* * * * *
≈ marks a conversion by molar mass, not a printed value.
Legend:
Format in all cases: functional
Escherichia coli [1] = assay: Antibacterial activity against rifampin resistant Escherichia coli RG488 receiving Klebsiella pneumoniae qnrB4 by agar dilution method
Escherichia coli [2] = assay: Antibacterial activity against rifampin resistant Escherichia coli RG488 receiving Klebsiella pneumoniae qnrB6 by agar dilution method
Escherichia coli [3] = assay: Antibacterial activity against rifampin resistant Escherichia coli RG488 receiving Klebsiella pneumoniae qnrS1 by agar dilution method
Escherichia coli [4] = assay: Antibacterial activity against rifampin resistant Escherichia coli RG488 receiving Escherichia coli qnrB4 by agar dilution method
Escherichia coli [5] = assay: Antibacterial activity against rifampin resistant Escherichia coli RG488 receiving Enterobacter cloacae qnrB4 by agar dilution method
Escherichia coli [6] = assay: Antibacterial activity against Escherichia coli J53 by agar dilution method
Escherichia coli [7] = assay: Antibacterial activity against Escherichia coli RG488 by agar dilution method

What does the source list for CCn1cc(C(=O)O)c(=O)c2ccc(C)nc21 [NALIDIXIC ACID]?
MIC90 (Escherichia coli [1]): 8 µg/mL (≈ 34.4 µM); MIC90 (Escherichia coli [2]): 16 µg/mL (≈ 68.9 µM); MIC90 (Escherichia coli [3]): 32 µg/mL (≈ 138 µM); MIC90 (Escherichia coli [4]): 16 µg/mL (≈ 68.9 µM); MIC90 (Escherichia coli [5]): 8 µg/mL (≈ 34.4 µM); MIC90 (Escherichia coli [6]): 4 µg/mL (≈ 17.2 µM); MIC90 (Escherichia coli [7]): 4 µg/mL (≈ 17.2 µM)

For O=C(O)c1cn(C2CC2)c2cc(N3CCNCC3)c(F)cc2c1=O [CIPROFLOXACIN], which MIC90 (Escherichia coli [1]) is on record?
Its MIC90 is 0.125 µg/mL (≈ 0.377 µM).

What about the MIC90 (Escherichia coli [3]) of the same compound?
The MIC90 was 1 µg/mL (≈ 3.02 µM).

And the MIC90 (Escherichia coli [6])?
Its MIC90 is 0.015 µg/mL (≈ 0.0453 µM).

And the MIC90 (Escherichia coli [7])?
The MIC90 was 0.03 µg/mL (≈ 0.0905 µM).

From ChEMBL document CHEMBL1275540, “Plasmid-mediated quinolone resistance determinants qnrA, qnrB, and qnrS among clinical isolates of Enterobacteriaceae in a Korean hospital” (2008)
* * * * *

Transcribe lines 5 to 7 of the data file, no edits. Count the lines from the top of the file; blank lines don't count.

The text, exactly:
Escherichia coli [2] = assay: Antibacterial activity against rifampin resistant Escherichia coli RG488 receiving Klebsiella pneumoniae qnrB6 by agar dilution method
Escherichia coli [3] = assay: Antibacterial activity against rifampin resistant Escherichia coli RG488 receiving Klebsiella pneumoniae qnrS1 by agar dilution method
Escherichia coli [4] = assay: Antibacterial activity against rifampin resistant Escherichia coli RG488 receiving Escherichia coli qnrB4 by agar dilution method